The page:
Mol. Cells

SCFFBS1 Regulates Root Quiescent Center Cell Division via Protein Degradation of APC/CCCS52A2

Kyoung Rok Geem, Hyemin Kim

Additional article information


Homeostatic regulation of meristematic stem cells accomplished by maintaining a balance between stem cell self-renewal and differentiation is critical for proper plant growth and development. The quiescent center (QC) regulates root apical meristem homeostasis by maintaining stem cell fate during plant root development. Cell cycle checkpoints, such as anaphase promoting complex/cyclosome/cell cycle switch 52 A2 (APC/CCCS52A2), strictly control the low proliferation rate of QC cells. Although APC/CCCS52A2 plays a critical role in maintaining QC cell division, the molecular mechanism that regulates its activity remains largely unknown. Here, we identified SCFFBS1, a ubiquitin E3 ligase, as a key regulator of QC cell division through the direct proteolysis of CCS52A2. FBS1 activity is positively associated with QC cell division and CCS52A2 proteolysis. FBS1 overexpression or ccs52a2-1 knockout consistently resulted in abnormal root development, characterized by root growth inhibition and low mitotic activity in the meristematic zone. Loss-of-function mutation of FBS1, on the other hand, resulted in low QC cell division, extremely low WOX5 expression, and rapid root growth. The 26S proteasome-mediated degradation of CCS52A2 was facilitated by its direct interaction with FBS1. The FBS1 genetically interacted with APC/CCCS52A2-ERF115-PSKR1 signaling module for QC division. Thus, our findings establish SCFFBS1-mediated CCS52A2 proteolysis as the molecular mechanism for controlling QC cell division in plants.

Keywords: CCS52A2, E3 ubiquitin ligase, FBS1, quiescent center, root apical meristem


Plants, as sessile organisms, must cope with a variety of environmental stresses to properly adapt to terrestrial ecosystems. The postembryonic regulation of plant growth and development from the meristematic stem cell tissues is strongly influenced by environmental cues. The quiescent center (QC), a central organizing center that regulates the homeostasis of the root stem cell niche (SCN), ensures proper development over extended periods of time (Aichinger et al., 2012; Hong et al., 2017; Rahni et al., 2016; Scheres et al., 2002). Under normal growth conditions, the QC cells exhibit a lower proliferation rate and mitotic activity than the surrounding SCN. However, stress-induced meristem cell damage increases QC cell division, replacing the damaged cells with new stem cells (Cruz-Ramirez et al., 2013; Scheres, 2007; Timilsina et al., 2019). This indicates that the low mitotic activity and proliferation of QC cells are required for replenishing the pluripotent stem cell pools under fluctuating environmental conditions (Heyman et al., 2013; 2014). Consistently, stress-related plant hormones, such as jasmonic acid (JA), ethylene, and brassinosteroid (BR), as well as mechanical wounding and DNA damage facilitate QC cell division and tissue regeneration (Campos et al., 2016; Chen et al., 2004; Hou et al., 2010; Nemhauser et al., 2006; Zhou et al., 2019).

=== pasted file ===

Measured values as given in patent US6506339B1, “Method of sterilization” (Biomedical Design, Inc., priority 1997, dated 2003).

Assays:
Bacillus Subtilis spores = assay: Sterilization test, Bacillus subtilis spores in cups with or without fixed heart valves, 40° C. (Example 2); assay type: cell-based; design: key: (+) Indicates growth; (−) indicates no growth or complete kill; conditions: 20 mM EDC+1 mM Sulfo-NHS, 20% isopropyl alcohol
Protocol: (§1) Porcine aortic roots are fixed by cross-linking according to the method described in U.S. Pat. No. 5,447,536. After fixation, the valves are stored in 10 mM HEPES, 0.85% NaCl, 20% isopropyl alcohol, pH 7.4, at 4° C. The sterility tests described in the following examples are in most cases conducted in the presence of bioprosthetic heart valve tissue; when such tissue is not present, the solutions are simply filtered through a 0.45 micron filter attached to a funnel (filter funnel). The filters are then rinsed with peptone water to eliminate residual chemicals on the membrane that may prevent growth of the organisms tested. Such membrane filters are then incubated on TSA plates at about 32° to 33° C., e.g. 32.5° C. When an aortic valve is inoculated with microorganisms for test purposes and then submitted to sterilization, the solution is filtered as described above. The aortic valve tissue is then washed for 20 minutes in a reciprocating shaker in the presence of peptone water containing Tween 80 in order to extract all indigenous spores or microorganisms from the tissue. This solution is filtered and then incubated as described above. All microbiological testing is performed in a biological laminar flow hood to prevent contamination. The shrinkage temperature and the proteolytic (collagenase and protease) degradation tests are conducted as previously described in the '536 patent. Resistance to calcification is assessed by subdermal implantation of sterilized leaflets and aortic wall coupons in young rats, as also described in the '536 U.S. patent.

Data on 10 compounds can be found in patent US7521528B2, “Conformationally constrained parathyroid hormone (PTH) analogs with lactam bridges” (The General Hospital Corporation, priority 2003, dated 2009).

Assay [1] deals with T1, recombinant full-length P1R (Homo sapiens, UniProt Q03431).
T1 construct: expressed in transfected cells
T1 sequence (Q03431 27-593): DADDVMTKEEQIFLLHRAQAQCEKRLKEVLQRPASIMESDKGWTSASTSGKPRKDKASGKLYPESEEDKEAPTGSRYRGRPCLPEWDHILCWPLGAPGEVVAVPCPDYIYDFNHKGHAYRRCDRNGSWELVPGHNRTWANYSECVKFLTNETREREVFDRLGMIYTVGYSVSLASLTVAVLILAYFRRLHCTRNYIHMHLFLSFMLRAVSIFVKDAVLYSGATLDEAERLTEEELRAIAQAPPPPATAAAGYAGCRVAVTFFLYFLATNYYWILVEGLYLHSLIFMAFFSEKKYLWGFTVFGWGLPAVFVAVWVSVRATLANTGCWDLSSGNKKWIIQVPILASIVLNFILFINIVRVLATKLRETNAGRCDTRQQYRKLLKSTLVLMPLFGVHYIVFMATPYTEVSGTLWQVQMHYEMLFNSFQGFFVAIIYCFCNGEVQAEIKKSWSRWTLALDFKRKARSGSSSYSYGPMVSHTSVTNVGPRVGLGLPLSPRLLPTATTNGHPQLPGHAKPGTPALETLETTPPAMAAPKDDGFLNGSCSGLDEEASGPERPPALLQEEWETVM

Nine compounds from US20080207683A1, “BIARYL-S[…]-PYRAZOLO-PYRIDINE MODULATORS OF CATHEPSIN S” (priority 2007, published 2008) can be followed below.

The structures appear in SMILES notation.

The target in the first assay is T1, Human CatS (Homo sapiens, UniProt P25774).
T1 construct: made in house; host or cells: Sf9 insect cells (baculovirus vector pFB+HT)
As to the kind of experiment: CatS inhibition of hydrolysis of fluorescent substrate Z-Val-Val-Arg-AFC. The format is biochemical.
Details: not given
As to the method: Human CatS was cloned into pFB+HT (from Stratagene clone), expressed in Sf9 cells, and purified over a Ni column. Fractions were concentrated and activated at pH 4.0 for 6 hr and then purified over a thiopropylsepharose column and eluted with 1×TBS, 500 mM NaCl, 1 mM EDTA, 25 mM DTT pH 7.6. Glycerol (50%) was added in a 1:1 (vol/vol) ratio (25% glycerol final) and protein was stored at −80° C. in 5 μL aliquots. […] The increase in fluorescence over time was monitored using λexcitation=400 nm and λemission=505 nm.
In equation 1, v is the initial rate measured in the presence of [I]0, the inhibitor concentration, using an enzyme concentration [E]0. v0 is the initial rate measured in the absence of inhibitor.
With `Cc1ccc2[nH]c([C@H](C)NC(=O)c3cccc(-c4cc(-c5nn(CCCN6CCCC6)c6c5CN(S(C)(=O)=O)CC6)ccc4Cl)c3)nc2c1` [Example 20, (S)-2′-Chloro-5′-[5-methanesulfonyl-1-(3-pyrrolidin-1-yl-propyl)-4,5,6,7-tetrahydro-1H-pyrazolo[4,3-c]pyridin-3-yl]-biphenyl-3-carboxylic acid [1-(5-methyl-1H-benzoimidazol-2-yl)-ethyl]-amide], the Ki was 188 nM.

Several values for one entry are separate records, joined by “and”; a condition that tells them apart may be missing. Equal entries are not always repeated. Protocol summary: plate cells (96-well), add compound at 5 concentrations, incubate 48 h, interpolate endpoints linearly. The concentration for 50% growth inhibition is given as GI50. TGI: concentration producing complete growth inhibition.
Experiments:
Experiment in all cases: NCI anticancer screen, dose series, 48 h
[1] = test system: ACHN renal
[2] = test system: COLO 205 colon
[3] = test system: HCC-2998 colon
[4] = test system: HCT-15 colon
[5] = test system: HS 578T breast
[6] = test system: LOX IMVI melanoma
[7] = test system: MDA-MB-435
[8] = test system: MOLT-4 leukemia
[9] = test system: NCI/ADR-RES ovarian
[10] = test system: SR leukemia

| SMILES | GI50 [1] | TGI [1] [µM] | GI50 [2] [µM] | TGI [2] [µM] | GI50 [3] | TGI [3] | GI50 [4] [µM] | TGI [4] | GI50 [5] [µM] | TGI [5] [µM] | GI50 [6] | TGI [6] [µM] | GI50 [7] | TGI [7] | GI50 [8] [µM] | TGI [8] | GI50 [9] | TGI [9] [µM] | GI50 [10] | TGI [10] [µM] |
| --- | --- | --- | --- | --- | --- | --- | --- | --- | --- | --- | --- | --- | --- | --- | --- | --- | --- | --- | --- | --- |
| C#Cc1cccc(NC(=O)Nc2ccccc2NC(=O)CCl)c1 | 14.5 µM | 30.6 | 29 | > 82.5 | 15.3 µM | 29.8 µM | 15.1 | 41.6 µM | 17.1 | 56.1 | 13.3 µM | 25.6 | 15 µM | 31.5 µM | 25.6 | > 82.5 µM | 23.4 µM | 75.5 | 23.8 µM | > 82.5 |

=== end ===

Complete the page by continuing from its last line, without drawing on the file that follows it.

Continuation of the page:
Recent studies have identified several key molecular pathways that control QC cell homeostasis and its implications for SCN homeostasis (Heyman et al., 2013; 2014). CELL CYCLE SWITCH 52 A2 (CCS52A2), a highly conserved activator subunit of the anaphase promoting complex/cyclosome (APC/C), was identified as an essential factor controlling QC cell division. APC/C is an E3 ubiquitin ligase that inhibits QC cell division through proteasomal degradation of cell cycle control proteins recruited by CCS52A2 (Vanstraelen et al., 2009). ETHYLENE RESPONSE FACTOR 115 (ERF115) and A-type cyclin CYCA3;4 have been identified as proteolytic targets of APC/CCCS52A2 for regulating QC homeostasis and formative cell division control, respectively (Heyman et al., 2013; Willems et al., 2020). BR-induced ERF115 expression promotes QC cell division through the direct transcriptional regulation of PHYTOSULFOKINES 5 (PSK5) and activation of signaling pathways downstream of PSKR RECEPTOR (PSKR) (Hartmann et al., 2013; Heyman et al., 2013). The APC/CCCS52A2–ERF115-mediated regulation of QC homeostasis is importantly linked to environmental stress adaptation by replenishing damaged stem cells (Cheng et al., 2013; Heyman et al., 2013; Hong et al., 2017; Zhou et al., 2019). This suggests that the modulation of APC/CCCS52A2-mediated QC cell division is likely crucial for plant adaptation to environmental changes. Although external stresses and plant signaling pathways are intimately linked with root meristem organization, it has yet to be determined which factor primarily connects APC/CCCS52A2 to environmental stress cues for QC maintenance and SCN replenishment.